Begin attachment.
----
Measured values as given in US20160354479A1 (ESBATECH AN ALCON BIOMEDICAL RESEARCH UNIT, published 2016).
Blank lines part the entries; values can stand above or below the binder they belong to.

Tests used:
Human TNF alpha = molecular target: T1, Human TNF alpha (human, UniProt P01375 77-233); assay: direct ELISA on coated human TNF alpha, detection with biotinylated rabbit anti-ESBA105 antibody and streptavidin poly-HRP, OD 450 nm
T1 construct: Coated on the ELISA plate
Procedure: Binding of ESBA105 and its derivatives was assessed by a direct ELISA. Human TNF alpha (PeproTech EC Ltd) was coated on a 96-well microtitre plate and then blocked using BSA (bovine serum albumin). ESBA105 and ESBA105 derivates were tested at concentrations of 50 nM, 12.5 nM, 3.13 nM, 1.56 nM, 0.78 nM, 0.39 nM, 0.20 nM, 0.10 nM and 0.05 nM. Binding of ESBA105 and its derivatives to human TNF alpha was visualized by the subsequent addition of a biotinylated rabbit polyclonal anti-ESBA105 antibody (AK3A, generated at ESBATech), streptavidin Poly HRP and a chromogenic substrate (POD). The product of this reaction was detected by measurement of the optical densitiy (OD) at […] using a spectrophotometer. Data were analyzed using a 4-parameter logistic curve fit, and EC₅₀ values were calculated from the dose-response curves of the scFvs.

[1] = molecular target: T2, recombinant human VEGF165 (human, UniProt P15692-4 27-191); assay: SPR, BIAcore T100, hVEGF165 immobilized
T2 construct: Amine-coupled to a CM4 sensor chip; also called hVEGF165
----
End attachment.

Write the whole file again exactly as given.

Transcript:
Measured values as given in US20160354479A1 (ESBATECH AN ALCON BIOMEDICAL RESEARCH UNIT, published 2016).
Blank lines part the entries; values can stand above or below the binder they belong to.

Tests used:
Human TNF alpha = molecular target: T1, Human TNF alpha (human, UniProt P01375 77-233); assay: direct ELISA on coated human TNF alpha, detection with biotinylated rabbit anti-ESBA105 antibody and streptavidin poly-HRP, OD 450 nm
T1 construct: Coated on the ELISA plate
Procedure: Binding of ESBA105 and its derivatives was assessed by a direct ELISA. Human TNF alpha (PeproTech EC Ltd) was coated on a 96-well microtitre plate and then blocked using BSA (bovine serum albumin). ESBA105 and ESBA105 derivates were tested at concentrations of 50 nM, 12.5 nM, 3.13 nM, 1.56 nM, 0.78 nM, 0.39 nM, 0.20 nM, 0.10 nM and 0.05 nM. Binding of ESBA105 and its derivatives to human TNF alpha was visualized by the subsequent addition of a biotinylated rabbit polyclonal anti-ESBA105 antibody (AK3A, generated at ESBATech), streptavidin Poly HRP and a chromogenic substrate (POD). The product of this reaction was detected by measurement of the optical densitiy (OD) at […] using a spectrophotometer. Data were analyzed using a 4-parameter logistic curve fit, and EC₅₀ values were calculated from the dose-response curves of the scFvs.

[1] = molecular target: T2, recombinant human VEGF165 (human, UniProt P15692-4 27-191); assay: SPR, BIAcore T100, hVEGF165 immobilized
T2 construct: Amine-coupled to a CM4 sensor chip; also called hVEGF165